When the straight, long rays of the sun moved into her room, she started writing the first words on the yellowing tissue-thin paper – “I loved you at first sight”. Carefully tucking her portrait into an envelope – she had picked one where she’s wearing a neat updo – she pressed her lips together slightly and put her palms together, showcasing her wedding ring.
The ending to the love story, however, is missing. And so are the narratives of all the pictures. The only thing we know about the lady is her name – Irene.
“When I discovered the vintage black and white images of this stylish woman from an unknown era, I was fascinated with her fashion, her look and her confidence,” writes Khin Thu Thu in the introduction to the book Irene: A Burmese Icon.
“She always wears her hair in a neat updo. She wears little makeup. She wears oversize sun hats and scarves. Her clothes are well fitted and chic, and she exudes elegance and poise,” she adds.
Like many others, Khin Thu Thu discovered Irene via Instagram, a photo-sharing app owned by Facebook, where “she” posts pictures of her daily life – paddling in a lake in Mandalay, visiting Lim Chin Tsong Palace in Yangon, taking a boat trip on Inle Lake.
Lukas Birk, creator of Irene: A Burmese Icon and founder of Myanmar Photo Archive, collected around 300-400 pictures of Irene in a small living room filled with photographs and paraphernalia stretching in time from the 1950s to 1970s.
“It’s so rare to see someone who is photogenic and fashionable, a very specific persona and character from a very specific time in Myanmar’s history,” Birk told Myanmar Business Today. “If Irene would be with us today, she would have become a social media superstar,” he added.
To many, Irene’s appearance on Instagram triggers a sense of nostalgia, a melancholic and debilitating process of yearning for what has been lost – rotary dial, old Lim Chin Tsong Palace and the fashion style of the Swinging Sixties.
We know little of how the gripping collection ended up in the hands of trash-dealers before Birk’s takeover, but such happenings were par for the course amid Myanmar’s historic humbling.
“I tried to dig up more of her but usually what happens in my experience is, if you find such a complete photo archive of the whole family, it means that the people have passed away and nobody cares about the thing,” said Birk.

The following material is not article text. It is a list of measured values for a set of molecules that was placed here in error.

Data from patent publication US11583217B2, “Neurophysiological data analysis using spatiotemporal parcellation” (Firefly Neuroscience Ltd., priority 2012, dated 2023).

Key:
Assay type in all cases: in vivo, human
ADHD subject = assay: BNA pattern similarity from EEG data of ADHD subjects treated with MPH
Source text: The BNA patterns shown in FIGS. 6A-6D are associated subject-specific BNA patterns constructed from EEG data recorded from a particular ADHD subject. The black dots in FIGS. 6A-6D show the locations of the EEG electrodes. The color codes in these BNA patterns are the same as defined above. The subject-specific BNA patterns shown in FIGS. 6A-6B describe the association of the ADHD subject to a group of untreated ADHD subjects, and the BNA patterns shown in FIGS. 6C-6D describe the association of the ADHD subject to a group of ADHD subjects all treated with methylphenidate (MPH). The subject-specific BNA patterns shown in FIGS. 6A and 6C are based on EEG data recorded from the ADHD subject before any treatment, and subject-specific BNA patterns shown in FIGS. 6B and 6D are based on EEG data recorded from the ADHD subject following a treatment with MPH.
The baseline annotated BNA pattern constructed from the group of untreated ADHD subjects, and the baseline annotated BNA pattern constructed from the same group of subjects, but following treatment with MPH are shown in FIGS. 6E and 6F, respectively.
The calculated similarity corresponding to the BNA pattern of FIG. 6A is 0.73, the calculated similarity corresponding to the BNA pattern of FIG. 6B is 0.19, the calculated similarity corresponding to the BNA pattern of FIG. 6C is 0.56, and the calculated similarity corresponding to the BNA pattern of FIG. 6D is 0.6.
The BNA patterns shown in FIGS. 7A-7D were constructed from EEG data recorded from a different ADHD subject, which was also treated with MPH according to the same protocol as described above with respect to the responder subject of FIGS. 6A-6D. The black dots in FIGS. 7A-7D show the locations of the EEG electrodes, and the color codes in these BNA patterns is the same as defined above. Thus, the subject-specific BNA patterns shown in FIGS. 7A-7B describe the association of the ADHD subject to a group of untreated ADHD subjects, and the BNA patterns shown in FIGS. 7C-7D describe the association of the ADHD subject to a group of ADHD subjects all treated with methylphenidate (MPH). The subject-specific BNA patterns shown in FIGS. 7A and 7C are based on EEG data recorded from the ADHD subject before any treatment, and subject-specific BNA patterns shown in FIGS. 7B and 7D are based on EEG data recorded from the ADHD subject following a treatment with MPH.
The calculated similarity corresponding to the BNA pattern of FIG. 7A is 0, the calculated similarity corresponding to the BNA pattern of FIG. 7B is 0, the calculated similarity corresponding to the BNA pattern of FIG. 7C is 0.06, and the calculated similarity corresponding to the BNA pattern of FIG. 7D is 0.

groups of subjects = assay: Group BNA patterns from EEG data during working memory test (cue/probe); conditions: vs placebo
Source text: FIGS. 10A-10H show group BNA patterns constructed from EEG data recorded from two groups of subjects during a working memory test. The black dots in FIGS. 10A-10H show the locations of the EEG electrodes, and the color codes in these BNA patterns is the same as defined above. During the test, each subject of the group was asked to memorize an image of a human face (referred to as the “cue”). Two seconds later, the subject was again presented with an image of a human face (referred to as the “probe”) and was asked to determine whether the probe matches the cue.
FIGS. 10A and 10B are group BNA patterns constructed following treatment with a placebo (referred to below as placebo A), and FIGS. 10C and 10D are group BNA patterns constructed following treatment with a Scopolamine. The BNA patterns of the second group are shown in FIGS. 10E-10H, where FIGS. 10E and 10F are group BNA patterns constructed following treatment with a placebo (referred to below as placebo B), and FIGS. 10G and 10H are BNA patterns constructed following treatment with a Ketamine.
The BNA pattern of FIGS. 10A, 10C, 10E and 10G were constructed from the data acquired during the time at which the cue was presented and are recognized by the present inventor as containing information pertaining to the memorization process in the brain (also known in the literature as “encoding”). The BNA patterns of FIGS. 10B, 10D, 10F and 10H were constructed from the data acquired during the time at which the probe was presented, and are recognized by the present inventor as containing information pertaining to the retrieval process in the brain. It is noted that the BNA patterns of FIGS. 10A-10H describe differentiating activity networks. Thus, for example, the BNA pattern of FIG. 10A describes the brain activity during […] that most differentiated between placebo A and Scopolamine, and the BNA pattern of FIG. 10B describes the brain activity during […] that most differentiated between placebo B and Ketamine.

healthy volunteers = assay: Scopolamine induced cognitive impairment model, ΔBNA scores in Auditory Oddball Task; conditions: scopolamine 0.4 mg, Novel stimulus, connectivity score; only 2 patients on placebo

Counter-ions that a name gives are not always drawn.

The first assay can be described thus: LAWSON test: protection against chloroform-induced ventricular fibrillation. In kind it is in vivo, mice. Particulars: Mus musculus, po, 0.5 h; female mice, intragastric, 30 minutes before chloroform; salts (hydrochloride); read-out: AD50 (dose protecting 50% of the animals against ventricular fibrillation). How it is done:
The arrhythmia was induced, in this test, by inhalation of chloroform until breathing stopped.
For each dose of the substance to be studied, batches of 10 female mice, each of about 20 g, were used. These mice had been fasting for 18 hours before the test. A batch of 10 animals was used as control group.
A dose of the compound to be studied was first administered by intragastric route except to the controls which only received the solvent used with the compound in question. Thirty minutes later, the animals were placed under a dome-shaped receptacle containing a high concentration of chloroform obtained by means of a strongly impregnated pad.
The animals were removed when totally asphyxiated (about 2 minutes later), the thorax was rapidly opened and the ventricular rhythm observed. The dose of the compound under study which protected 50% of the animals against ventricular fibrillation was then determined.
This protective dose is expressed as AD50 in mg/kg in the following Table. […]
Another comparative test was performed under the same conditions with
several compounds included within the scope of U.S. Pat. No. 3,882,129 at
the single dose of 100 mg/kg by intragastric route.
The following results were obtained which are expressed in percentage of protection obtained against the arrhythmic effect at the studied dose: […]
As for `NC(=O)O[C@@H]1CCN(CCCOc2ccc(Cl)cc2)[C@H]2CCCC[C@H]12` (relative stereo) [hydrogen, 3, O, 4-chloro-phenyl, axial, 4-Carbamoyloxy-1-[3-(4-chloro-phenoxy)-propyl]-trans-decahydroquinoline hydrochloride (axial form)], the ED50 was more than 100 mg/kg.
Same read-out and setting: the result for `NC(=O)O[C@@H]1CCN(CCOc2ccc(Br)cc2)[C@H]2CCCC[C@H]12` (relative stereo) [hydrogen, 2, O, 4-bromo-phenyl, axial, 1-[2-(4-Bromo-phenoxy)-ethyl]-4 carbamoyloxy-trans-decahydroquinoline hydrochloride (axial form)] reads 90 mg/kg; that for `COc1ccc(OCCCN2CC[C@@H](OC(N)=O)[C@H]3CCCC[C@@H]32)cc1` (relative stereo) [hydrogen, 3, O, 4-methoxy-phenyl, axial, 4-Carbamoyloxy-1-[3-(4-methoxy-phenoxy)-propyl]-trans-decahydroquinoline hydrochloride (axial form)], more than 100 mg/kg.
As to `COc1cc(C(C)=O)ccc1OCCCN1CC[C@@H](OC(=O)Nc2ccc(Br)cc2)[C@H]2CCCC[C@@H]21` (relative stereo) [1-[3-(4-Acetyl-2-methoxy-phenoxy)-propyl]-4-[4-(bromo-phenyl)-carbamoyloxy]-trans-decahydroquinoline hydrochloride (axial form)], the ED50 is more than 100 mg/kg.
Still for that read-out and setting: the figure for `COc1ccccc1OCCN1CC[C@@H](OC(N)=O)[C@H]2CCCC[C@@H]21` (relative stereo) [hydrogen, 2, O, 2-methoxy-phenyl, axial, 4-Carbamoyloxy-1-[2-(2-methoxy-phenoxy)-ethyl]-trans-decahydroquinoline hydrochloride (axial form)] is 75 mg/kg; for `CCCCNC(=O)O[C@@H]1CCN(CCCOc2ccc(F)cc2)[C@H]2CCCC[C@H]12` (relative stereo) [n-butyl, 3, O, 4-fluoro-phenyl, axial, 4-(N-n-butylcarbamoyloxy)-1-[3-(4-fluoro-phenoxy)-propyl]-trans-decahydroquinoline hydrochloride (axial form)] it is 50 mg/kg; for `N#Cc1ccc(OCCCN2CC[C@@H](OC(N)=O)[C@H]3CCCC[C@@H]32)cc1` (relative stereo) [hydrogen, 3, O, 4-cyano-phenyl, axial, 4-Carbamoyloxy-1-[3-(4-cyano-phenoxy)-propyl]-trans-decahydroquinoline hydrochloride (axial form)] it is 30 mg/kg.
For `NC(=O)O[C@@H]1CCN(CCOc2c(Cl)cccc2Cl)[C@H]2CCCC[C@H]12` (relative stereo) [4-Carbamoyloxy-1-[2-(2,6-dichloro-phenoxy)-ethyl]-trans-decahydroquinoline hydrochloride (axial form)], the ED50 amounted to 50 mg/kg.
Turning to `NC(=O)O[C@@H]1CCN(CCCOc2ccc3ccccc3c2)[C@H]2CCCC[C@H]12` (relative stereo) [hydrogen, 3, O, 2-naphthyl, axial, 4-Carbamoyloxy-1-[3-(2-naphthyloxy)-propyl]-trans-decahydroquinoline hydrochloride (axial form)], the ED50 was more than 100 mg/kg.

What remains is the story contained in the photographs, though Birk sees beyond mere nostalgia. As a visual storyteller, he said his mission is to “open up a dialogue about history.” Rejecting the “historian” label, he believes that a more “intuitive or emotional” personal story resonates more with audiences and is more effective in preserving historical moments.
Despite the de-contextualization of some of his collections, including Irene, the effect of the visual details and narrative restraint demonstrates a possibility of boundless narratives that each viewer can project onto the images, giving them their context, collective memory or even their own anxieties and desires along the flow of history.
“The history we have been taught in school is fiction, because it’s written by someone in the power system,” Birk emphasized.
Using personal stories and mistrust of grand narratives as a departure point, Birk established Myanmar Photo Archive in 2013 with the goal of archiving the work of Myanmar photographers during and after the colonial era. So far, he has collected more than 100,000 photos by “meeting antique traders, going to flea markets and searching through the collections of photographers,” according to Myanmar Photo Archive’s website.
With help from the European Union, Myanmar Photo Archive is building a digital photo archive using open-source software. To be unveiled in October, it will feature all the pictures the organization has collected over the years, according to Birk. It will also hire scholars to research the archived pictures.
Birk’s unique way of storytelling not only brings to life Irene the historical character but also reveals his emotional attachment to each photograph. From Burmese Photographers, ONE YEAR IN YANGON 1978, U Than Maung, Reproduced to the newly launched Irene: A Burmese Icon and Yangon Fashion 1979, Birk and Myanmar Photo Archive have done much to enrich our knowledge of the intriguing history of Myanmar.